The Daily Item, Sunbury, PA


November 8, 2013

Dedication of Fort Augusta model set for 3 p.m. Sunday

— SUNBURY — The Northumberland County Historical Society will dedicate its new scale model of Fort Augusta during a ceremony at 3 p.m. Sunday just in front of the Hunter House along North Front Street.

Workers late last month completed construction of the outdoor model, which occupies the site of the 1756 fort built along the Susquehanna River by Pennsylvania soldiers during the French & Indian War.

The historically accurate model, which is 32 feet wide, is one-sixth the size of the original fort.

An elevated platform has been constructed so that visitors can see inside the fort. The platform is accessible to people with disabilities.

The society is conducting a fund drive to pay for the model.

“A minimum of $125,000 must be raised,” said Scott A. Heintzelman, the society’s president.

The 3 p.m. ceremony will be held outdoors. Members of the Augusta Regiment, re-enactors who portray the 18th century soldiers who built and garrisoned the fort, will march onto the site and take part in the dedication.

Speakers will include Heintzelman, who will give a welcoming address. Lynn Otto of Tremont, president of the Augusta Regiment, will discuss the history of Fort Augusta during the French & Indian War. John L. Moore, the Northumberland writer, will tell about the fort’s role during the American Revolutionary War.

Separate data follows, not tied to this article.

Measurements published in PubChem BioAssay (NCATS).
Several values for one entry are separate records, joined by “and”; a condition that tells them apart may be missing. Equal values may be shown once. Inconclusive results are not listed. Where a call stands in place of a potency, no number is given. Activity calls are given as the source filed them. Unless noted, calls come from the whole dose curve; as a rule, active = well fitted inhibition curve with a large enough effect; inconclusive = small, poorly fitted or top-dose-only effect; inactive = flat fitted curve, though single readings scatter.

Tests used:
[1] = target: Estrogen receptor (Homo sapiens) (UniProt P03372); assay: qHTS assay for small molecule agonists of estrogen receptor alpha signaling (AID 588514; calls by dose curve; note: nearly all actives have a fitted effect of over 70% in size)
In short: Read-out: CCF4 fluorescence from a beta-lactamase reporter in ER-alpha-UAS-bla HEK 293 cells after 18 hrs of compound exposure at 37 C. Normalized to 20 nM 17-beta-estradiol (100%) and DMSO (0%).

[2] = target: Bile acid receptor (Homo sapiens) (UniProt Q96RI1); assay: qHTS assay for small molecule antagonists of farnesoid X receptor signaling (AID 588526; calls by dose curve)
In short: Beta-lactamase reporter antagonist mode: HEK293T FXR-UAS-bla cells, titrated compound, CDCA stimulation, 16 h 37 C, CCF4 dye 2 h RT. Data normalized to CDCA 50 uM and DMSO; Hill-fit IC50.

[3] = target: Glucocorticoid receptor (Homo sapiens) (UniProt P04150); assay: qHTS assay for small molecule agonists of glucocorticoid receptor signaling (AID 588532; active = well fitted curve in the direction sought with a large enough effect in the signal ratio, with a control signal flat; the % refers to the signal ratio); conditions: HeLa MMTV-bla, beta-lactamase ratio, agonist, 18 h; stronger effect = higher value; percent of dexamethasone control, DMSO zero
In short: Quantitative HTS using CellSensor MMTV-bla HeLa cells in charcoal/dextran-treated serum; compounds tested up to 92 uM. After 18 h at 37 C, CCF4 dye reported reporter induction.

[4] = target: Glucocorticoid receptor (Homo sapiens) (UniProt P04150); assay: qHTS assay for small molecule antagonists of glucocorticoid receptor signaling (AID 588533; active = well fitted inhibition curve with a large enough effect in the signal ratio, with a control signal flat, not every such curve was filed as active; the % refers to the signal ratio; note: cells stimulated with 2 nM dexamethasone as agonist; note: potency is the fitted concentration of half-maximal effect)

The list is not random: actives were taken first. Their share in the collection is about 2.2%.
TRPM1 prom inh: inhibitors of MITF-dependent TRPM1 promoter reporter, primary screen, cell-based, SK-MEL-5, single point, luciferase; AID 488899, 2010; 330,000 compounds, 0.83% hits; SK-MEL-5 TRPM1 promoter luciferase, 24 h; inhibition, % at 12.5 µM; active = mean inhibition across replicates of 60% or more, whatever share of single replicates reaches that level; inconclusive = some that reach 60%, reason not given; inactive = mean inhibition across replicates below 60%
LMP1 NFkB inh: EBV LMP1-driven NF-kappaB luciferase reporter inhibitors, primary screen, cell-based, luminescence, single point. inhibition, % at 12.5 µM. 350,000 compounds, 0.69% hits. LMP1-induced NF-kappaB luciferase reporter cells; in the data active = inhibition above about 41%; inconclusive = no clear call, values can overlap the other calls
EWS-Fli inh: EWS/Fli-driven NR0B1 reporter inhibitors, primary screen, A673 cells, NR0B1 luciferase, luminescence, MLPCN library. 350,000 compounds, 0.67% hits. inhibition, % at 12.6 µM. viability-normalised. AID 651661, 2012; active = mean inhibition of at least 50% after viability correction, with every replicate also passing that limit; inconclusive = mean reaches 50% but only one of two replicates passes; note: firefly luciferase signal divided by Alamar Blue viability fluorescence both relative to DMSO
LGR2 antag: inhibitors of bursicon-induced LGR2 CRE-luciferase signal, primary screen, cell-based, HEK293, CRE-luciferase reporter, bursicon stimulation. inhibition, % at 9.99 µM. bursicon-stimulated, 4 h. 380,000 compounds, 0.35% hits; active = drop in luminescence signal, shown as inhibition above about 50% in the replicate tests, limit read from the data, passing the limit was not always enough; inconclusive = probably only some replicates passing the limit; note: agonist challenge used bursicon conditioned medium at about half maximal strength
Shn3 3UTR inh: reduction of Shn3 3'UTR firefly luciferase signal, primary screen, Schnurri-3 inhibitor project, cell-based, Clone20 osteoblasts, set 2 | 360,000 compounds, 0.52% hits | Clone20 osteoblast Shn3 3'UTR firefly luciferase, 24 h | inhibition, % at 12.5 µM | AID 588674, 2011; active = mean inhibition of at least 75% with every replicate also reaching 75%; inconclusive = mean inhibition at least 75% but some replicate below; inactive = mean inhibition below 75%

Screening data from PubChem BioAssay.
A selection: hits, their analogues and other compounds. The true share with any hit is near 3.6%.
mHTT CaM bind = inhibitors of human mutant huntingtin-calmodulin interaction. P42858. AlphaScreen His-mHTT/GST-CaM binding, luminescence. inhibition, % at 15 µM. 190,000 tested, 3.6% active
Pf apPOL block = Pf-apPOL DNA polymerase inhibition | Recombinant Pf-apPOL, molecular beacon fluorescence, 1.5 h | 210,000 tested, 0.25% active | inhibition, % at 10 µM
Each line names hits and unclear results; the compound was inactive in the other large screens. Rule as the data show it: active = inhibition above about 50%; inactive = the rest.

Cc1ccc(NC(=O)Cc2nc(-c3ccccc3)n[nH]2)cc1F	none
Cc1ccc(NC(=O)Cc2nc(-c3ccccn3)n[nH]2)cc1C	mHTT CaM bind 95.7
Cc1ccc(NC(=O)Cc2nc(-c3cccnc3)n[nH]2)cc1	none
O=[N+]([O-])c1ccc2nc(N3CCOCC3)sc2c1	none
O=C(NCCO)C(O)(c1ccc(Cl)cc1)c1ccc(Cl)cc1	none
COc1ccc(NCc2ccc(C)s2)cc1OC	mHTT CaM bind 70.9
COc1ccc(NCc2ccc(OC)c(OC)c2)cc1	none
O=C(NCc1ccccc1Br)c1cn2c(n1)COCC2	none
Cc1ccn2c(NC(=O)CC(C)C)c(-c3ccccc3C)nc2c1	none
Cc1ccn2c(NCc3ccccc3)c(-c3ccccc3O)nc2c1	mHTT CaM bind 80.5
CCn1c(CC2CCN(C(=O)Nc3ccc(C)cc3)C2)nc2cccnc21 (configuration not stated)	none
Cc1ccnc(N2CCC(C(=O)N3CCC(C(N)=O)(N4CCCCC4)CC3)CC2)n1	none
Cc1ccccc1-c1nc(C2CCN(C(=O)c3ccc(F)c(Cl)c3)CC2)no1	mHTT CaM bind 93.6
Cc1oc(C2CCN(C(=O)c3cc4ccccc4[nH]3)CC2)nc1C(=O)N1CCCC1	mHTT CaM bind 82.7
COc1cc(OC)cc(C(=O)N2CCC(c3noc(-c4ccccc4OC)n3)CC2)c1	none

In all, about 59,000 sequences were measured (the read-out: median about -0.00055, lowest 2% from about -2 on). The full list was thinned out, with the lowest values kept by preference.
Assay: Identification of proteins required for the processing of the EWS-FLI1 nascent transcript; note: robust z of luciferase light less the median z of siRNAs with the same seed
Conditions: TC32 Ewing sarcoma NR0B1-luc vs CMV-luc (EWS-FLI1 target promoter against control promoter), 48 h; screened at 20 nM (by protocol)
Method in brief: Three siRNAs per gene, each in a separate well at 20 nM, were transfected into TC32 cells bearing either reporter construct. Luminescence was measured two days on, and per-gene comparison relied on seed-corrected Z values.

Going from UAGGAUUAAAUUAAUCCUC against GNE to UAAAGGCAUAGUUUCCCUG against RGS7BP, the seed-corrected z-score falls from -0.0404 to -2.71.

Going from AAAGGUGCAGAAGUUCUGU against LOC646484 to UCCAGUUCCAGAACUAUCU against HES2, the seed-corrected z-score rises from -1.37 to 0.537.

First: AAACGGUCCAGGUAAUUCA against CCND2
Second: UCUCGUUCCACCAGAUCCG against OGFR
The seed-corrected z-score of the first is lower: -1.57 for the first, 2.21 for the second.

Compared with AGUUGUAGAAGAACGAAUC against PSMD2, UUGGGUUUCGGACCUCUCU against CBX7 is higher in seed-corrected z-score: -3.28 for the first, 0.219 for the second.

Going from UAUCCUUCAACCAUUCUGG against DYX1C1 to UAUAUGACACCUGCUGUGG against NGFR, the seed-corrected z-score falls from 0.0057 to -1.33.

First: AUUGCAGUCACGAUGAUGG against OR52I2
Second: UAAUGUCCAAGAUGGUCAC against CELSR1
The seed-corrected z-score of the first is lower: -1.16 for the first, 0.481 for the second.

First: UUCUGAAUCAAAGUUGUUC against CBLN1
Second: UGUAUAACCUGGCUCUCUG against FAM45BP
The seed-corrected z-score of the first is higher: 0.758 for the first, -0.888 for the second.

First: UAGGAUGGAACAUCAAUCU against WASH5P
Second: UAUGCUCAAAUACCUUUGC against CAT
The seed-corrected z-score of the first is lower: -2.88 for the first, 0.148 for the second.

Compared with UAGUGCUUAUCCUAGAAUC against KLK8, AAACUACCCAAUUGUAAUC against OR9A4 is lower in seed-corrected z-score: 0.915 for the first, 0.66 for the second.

The Sunbury City Band will also perform.

The ceremony is open to the public. Refreshments will be served afterwards.

In 1939, the federal Work Projects Administration erected a scale model of the fort, but the model was demolished by the state in 1983 following years of neglect.

Working from old plans and diagrams of the fort, Baer Wolfe Architects of Sunbury designed the model. Zartman Construction Inc. built the model of the fort. The firm of Preston G. Ross & Son Inc. restored the buildings that had been part of the WPA model.

Fort Augusta was the largest fort built by Pennsylvania’s colonial government during the French & Indian War. Originally built to defend Pennsylvania settlers against the raids by French and Indians from the Ohio Valley, during the American Revolution it protected settlers of the upper Susquehanna Valley against attacks by Indian allied with the British.

Artifacts found during archaeological excavations at the fort site are displayed in the society’s museum inside the Hunter House.

The historical society has adopted “Get Fort-ified” as a fund-raising slogan, and has begun selling T-shirts, sweatshirts and other fort-related memorabilia to raise money. The society will also accept financial contributions.

 “We have received a matching grant from the Degenstein Foundation so that every dollar contributed will be matched,” Heintzelman said.

The project is “the largest financial undertaking in the 85-year history of the historical society,” he said.

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